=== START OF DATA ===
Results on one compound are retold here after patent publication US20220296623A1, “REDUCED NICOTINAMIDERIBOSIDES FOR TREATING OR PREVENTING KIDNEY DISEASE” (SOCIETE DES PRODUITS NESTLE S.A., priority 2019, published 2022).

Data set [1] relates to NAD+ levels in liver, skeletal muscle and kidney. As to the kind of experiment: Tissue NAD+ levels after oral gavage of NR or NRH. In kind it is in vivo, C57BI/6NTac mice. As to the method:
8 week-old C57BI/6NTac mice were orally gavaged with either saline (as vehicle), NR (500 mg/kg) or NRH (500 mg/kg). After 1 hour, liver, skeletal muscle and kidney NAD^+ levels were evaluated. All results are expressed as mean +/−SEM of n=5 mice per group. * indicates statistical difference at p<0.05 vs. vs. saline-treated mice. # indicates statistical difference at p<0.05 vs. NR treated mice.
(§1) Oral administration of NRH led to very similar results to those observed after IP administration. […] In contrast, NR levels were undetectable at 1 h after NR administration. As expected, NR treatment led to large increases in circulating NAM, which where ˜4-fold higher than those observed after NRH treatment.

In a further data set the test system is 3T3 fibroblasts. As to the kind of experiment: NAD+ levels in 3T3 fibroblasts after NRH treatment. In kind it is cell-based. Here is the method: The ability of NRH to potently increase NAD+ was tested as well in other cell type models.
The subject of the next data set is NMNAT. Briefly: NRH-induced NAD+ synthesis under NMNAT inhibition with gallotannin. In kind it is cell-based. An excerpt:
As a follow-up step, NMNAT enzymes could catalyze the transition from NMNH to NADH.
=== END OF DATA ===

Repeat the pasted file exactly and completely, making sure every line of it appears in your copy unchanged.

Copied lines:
Results on one compound are retold here after patent publication US20220296623A1, “REDUCED NICOTINAMIDERIBOSIDES FOR TREATING OR PREVENTING KIDNEY DISEASE” (SOCIETE DES PRODUITS NESTLE S.A., priority 2019, published 2022).

Data set [1] relates to NAD+ levels in liver, skeletal muscle and kidney. As to the kind of experiment: Tissue NAD+ levels after oral gavage of NR or NRH. In kind it is in vivo, C57BI/6NTac mice. As to the method:
8 week-old C57BI/6NTac mice were orally gavaged with either saline (as vehicle), NR (500 mg/kg) or NRH (500 mg/kg). After 1 hour, liver, skeletal muscle and kidney NAD^+ levels were evaluated. All results are expressed as mean +/−SEM of n=5 mice per group. * indicates statistical difference at p<0.05 vs. vs. saline-treated mice. # indicates statistical difference at p<0.05 vs. NR treated mice.
(§1) Oral administration of NRH led to very similar results to those observed after IP administration. […] In contrast, NR levels were undetectable at 1 h after NR administration. As expected, NR treatment led to large increases in circulating NAM, which where ˜4-fold higher than those observed after NRH treatment.

In a further data set the test system is 3T3 fibroblasts. As to the kind of experiment: NAD+ levels in 3T3 fibroblasts after NRH treatment. In kind it is cell-based. Here is the method: The ability of NRH to potently increase NAD+ was tested as well in other cell type models.
The subject of the next data set is NMNAT. Briefly: NRH-induced NAD+ synthesis under NMNAT inhibition with gallotannin. In kind it is cell-based. An excerpt:
As a follow-up step, NMNAT enzymes could catalyze the transition from NMNH to NADH.